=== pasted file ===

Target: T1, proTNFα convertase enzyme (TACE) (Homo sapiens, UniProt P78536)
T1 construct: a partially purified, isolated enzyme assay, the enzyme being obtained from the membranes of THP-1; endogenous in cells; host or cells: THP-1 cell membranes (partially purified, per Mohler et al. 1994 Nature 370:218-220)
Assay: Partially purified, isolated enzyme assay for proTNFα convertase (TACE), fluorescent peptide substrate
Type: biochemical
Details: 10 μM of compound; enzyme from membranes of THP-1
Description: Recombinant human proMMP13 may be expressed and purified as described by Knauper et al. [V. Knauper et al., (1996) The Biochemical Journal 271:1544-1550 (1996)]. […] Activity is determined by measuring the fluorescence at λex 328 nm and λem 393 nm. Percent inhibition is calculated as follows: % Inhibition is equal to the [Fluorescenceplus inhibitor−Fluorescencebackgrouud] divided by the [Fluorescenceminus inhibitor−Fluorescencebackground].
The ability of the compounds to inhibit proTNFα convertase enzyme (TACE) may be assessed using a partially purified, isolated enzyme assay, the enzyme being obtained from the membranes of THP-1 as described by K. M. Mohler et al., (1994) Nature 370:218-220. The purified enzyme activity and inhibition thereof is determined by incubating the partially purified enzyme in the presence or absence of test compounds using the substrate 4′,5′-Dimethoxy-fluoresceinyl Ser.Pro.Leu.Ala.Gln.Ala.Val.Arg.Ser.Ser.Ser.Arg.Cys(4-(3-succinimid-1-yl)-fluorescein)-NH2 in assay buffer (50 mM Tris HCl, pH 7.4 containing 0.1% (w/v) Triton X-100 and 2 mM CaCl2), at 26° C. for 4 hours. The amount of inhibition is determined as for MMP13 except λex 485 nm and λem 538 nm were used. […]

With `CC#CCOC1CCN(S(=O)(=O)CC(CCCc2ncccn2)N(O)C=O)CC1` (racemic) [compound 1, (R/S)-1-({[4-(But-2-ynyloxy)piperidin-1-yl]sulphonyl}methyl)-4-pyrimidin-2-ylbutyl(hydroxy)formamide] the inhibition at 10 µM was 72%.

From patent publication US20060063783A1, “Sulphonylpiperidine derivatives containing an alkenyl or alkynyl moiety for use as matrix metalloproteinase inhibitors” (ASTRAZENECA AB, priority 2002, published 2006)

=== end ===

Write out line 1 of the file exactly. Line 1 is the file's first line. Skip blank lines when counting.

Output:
Target: T1, proTNFα convertase enzyme (TACE) (Homo sapiens, UniProt P78536)